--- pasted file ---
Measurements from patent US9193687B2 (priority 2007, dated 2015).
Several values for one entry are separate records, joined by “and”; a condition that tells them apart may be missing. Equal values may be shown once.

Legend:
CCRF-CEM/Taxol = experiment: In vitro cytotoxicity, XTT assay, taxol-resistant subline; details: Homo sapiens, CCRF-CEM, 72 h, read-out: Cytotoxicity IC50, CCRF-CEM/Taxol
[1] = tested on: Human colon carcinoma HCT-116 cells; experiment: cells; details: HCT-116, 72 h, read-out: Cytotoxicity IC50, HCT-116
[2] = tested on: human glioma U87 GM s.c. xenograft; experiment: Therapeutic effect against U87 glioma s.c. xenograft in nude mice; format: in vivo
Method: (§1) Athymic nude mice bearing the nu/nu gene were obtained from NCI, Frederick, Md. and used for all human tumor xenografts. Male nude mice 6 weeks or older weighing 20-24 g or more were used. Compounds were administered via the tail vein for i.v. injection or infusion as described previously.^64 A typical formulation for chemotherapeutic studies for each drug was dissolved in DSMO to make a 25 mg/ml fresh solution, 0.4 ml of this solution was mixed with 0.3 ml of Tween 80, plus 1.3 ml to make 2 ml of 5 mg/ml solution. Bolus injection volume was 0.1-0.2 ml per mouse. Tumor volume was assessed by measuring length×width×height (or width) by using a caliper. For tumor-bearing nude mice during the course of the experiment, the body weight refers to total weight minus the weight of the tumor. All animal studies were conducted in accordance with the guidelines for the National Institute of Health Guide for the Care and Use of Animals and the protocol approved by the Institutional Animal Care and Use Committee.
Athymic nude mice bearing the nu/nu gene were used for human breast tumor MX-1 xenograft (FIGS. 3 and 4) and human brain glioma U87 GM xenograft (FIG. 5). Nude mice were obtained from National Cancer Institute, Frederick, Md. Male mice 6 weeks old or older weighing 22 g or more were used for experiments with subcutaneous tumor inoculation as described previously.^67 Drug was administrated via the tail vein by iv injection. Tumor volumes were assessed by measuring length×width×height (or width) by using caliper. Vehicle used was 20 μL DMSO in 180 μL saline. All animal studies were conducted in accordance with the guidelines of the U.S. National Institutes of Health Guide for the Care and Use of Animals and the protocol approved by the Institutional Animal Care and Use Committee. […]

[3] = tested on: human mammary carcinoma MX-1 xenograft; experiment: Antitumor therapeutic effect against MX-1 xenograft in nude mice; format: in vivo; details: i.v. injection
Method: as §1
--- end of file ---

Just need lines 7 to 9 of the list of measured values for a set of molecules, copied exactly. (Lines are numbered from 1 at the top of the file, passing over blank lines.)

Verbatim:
Method: (§1) Athymic nude mice bearing the nu/nu gene were obtained from NCI, Frederick, Md. and used for all human tumor xenografts. Male nude mice 6 weeks or older weighing 20-24 g or more were used. Compounds were administered via the tail vein for i.v. injection or infusion as described previously.^64 A typical formulation for chemotherapeutic studies for each drug was dissolved in DSMO to make a 25 mg/ml fresh solution, 0.4 ml of this solution was mixed with 0.3 ml of Tween 80, plus 1.3 ml to make 2 ml of 5 mg/ml solution. Bolus injection volume was 0.1-0.2 ml per mouse. Tumor volume was assessed by measuring length×width×height (or width) by using a caliper. For tumor-bearing nude mice during the course of the experiment, the body weight refers to total weight minus the weight of the tumor. All animal studies were conducted in accordance with the guidelines for the National Institute of Health Guide for the Care and Use of Animals and the protocol approved by the Institutional Animal Care and Use Committee.
Athymic nude mice bearing the nu/nu gene were used for human breast tumor MX-1 xenograft (FIGS. 3 and 4) and human brain glioma U87 GM xenograft (FIG. 5). Nude mice were obtained from National Cancer Institute, Frederick, Md. Male mice 6 weeks old or older weighing 22 g or more were used for experiments with subcutaneous tumor inoculation as described previously.^67 Drug was administrated via the tail vein by iv injection. Tumor volumes were assessed by measuring length×width×height (or width) by using caliper. Vehicle used was 20 μL DMSO in 180 μL saline. All animal studies were conducted in accordance with the guidelines of the U.S. National Institutes of Health Guide for the Care and Use of Animals and the protocol approved by the Institutional Animal Care and Use Committee. […]

[3] = tested on: human mammary carcinoma MX-1 xenograft; experiment: Antitumor therapeutic effect against MX-1 xenograft in nude mice; format: in vivo; details: i.v. injection